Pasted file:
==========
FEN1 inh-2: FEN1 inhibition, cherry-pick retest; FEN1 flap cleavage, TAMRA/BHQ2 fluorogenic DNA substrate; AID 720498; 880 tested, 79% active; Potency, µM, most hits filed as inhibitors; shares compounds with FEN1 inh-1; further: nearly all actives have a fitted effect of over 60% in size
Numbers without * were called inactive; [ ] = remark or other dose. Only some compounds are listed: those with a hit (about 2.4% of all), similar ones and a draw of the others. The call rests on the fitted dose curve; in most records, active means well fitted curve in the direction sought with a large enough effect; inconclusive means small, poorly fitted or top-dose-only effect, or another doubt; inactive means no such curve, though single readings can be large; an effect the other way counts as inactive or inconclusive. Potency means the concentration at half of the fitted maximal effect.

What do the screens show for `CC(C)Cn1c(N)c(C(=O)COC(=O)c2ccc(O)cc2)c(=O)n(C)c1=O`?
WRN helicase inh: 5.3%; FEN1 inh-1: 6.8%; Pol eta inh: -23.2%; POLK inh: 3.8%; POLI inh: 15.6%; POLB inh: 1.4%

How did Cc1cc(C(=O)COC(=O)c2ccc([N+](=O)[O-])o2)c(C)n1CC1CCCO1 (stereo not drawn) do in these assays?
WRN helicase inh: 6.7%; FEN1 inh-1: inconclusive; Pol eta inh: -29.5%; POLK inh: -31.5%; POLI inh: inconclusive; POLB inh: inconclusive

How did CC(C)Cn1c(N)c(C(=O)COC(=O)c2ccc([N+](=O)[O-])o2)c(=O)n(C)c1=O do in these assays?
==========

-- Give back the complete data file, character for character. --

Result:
FEN1 inh-2: FEN1 inhibition, cherry-pick retest; FEN1 flap cleavage, TAMRA/BHQ2 fluorogenic DNA substrate; AID 720498; 880 tested, 79% active; Potency, µM, most hits filed as inhibitors; shares compounds with FEN1 inh-1; further: nearly all actives have a fitted effect of over 60% in size
Numbers without * were called inactive; [ ] = remark or other dose. Only some compounds are listed: those with a hit (about 2.4% of all), similar ones and a draw of the others. The call rests on the fitted dose curve; in most records, active means well fitted curve in the direction sought with a large enough effect; inconclusive means small, poorly fitted or top-dose-only effect, or another doubt; inactive means no such curve, though single readings can be large; an effect the other way counts as inactive or inconclusive. Potency means the concentration at half of the fitted maximal effect.

What do the screens show for `CC(C)Cn1c(N)c(C(=O)COC(=O)c2ccc(O)cc2)c(=O)n(C)c1=O`?
WRN helicase inh: 5.3%; FEN1 inh-1: 6.8%; Pol eta inh: -23.2%; POLK inh: 3.8%; POLI inh: 15.6%; POLB inh: 1.4%

How did Cc1cc(C(=O)COC(=O)c2ccc([N+](=O)[O-])o2)c(C)n1CC1CCCO1 (stereo not drawn) do in these assays?
WRN helicase inh: 6.7%; FEN1 inh-1: inconclusive; Pol eta inh: -29.5%; POLK inh: -31.5%; POLI inh: inconclusive; POLB inh: inconclusive

How did CC(C)Cn1c(N)c(C(=O)COC(=O)c2ccc([N+](=O)[O-])o2)c(=O)n(C)c1=O do in these assays?